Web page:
As most of you know, the final chapter in Peter Jackson‘s Hobbit trilogy, The Hobbit: The Battle of the Five Armies, is now in theaters. Unlike the first two installments of The Hobbit, the final chapter is almost non-stop action and features some incredible sequences that fans of The Lord of the Rings will absolutely love. In addition, if you have the chance to see it in 3D, the added ticket price is worth it for this movie. The film stars Martin Freeman, Ian McKellen, Richard Armitage, Evangeline Lilly, Luke Evans, Benedict Cumberbatch, Stephen Fry, Cate Blanchett, Ian Holm, Christopher Lee, Hugo Weaving, Ken Stott, James Nesbitt, and Orlando Bloom. At last week’s London press junket I landed an exclusive video interview with Luke Evans. He talked about what he would ask J. R. R. Tolkien, deleted scenes and what might be included in the extended cut, embarrassing moments from the set, »
- Steve 'Frosty' Weintraub
Shortly after the first trailer for Star Wars: The Force Awakens was released, fans were curious about who provided the narration for the 88-second teaser. While many thought it was Benedict Cumberbatch, it was confirmed a few days later to be Andy Serkis, who was part of the first group of cast members to be announced back in April. While there is still very little information available about who he is playing, the actor spilled 10 new details to Entertainment Weekly.
1. The Trailer Narration Was Not Enhanced: While there were few who guessed correctly that Andy Serkis provided the trailer's narration, some wondered if the actor's voice was altered to for this mysterious role. The actor reveals that there are no digital enhancements made to his voice, stating, "That is the character. There's no digital manipulation. That's just me."
2. Andy Serkis Is Not Playing Two Characters: The actor also shut »
Chicago – Though he’s never been called it before in scientific speak, I’m saying it now: Peter Jackson is a master of mitosis. He’s one of Hollywood’s best in splitting up the cinematic cellular DNA of one story into three because, apparently, he can’t do epics unless they’re in groups of three.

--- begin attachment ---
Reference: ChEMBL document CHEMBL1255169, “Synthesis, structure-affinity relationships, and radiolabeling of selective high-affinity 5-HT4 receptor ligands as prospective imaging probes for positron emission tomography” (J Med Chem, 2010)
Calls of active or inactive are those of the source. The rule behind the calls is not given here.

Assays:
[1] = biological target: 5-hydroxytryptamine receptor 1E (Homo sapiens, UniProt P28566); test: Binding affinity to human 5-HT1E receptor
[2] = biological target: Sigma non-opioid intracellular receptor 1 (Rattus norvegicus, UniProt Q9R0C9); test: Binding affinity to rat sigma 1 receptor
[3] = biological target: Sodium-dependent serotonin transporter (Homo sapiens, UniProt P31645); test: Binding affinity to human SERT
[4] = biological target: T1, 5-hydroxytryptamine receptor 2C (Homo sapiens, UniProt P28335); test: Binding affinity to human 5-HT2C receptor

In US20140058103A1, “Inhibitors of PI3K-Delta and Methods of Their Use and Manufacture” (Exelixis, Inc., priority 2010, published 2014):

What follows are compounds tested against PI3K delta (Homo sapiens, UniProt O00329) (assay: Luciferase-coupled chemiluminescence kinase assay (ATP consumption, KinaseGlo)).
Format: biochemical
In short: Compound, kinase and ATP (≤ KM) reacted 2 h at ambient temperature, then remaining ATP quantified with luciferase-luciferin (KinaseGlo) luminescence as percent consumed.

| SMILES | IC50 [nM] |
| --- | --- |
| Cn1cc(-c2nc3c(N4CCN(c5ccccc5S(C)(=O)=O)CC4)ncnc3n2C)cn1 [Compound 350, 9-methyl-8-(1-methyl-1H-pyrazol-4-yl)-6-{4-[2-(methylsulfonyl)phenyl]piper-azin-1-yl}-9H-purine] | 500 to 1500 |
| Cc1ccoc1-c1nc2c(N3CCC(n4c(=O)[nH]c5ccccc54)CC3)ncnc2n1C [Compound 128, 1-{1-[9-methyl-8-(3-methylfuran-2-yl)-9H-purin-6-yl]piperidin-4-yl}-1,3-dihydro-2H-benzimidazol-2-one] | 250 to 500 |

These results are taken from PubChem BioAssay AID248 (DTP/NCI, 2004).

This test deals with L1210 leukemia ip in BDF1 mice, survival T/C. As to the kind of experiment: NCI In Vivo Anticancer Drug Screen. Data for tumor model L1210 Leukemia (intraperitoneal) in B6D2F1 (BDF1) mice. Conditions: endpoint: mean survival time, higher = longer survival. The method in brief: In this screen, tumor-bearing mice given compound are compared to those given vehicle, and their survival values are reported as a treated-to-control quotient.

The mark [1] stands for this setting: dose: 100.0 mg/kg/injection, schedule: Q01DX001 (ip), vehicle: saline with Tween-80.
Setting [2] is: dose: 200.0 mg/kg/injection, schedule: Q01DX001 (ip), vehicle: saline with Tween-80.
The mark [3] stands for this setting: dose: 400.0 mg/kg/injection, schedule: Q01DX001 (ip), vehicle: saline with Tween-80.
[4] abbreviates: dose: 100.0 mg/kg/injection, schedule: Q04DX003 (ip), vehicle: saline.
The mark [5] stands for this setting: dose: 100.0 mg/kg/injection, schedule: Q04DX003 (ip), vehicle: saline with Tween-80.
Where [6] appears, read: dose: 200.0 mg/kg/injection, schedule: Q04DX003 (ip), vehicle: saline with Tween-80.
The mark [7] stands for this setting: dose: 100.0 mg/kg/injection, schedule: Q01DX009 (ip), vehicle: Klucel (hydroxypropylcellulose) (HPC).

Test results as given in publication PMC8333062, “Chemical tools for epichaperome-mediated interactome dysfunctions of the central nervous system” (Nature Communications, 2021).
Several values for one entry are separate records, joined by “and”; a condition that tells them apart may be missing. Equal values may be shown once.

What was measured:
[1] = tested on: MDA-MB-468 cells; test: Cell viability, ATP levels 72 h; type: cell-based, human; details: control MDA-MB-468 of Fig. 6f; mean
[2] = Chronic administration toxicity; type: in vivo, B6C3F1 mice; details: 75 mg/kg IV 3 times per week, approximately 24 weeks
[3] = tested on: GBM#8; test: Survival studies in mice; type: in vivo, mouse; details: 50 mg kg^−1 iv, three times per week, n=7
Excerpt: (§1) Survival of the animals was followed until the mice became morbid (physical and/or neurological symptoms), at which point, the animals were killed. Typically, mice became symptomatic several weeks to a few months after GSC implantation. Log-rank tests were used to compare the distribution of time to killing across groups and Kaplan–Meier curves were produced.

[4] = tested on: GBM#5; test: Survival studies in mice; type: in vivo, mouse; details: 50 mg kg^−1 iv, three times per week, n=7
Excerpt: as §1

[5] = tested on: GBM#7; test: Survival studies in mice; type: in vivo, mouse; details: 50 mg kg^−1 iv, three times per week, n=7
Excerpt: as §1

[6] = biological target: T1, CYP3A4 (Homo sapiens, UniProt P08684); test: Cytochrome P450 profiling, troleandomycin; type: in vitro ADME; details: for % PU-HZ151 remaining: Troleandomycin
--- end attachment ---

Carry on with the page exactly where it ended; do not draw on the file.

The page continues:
After directing a previous trio of precious ring-obsessed films one year apart, Jackson’s back with another threesome. “The Lord of the Rings: The Fellowship of the Ring” released in 2001, “The Lord of the Rings: The Two Towers” in 2002 and “The Lord of the Rings: The Return of the King” in 2003. Now we have his “The Hobbit: An Unexpected Journey” in 2012, “The Hobbit: The Desolation of Smaug” in 2013 and the current “The Hobbit: The Battle of the Five Armies,” which opened in theatres everywhere today.
J.R.R. Tolkien’s book “The Hobbit” is only 320 pages long. »
- firstname.lastname@example.org (Adam Fendelman)
There's a moment in The Hobbit 3 that I'm going to spoil for you, because nothing else that happens in The Hobbit 3 really matters. It's a moment of crisis for Thorin Oakenshield. "Who is Thorin Oakenshield?" is something you might be asking, even if you've seen the first two Hobbit movies. It's hard to keep track of names in these Hobbit movies, even though half the dialogue is just people saying names. Which is strange. Because when Jackson and co-writers Philippa Boyens and Fran Walsh adapted The Lord of the Rings, they found a way to sharpen J.R.R. Tolkien's dense prose into thrill-drunk poetry. »
- Darren Franich
Directed by Peter Jackson.
Starring Martin Freeman, Ian McKellen, Richard Armitage, Orlando Bloom, Evangaline Lilly, Luke Evans, Lee Pace, Ken Stott, Graham McTavish, Aidan Turner, Dean O’Gorman, Mark Hadlow, Jed Brophy, Adam Brown, John Callen, Peter Hambleton, William Kircher, James Nesbitt, Stephen Hunter, Hugo Weaving, Christopher Lee, Ian Holm, Cate Blanchett, Billy Connolly, Stephen Fry, Mikael Persbrandt, Ian Holm, Sylvester McCoy and Benedict Cumberbatch.
Bilbo Baggins and the Dwarves have reclaimed the mountain of Erebor from the evil dragon Smaug and must now struggle to protect the treasure they fought to recover. Dwarves, Elves and Men must put aside their differences when faced with a dangerous common enemy.
Criticized heavily for being broken up into three films – all well over two hours – The Hobbit: Battle Of The Five Armies actually succeeds in justifying that decision. The problem is that three »
- Robert Kojder
Warner Bros. Pictures
After three years, eight hours of (48 fps) film and so much CGI George Lucas is blushing, Peter Jackson’s unexpected second journey into Middle-Earth is at an end. And that naturally means now The Hobbit Trilogy can be properly evaluated, which is still the cause of much debate.
The ultimate outcome is one of division. Some fans are delighted to get to spend some more time in Middle-Earth, while others watched the movies head-in-hands, viewing this trilogy on a level below the Star Wars prequels. No matter which camp you fall into, however, there’s no denying that Peter Jackson sure knows his Tolkien and has stuffed the films full of enjoyable easter eggs and references for fans to pick up.
With The Battle Of The Five Armies cleaning up at the box office, come along and take a look at ten things in the final part »
- Alex Leadbeater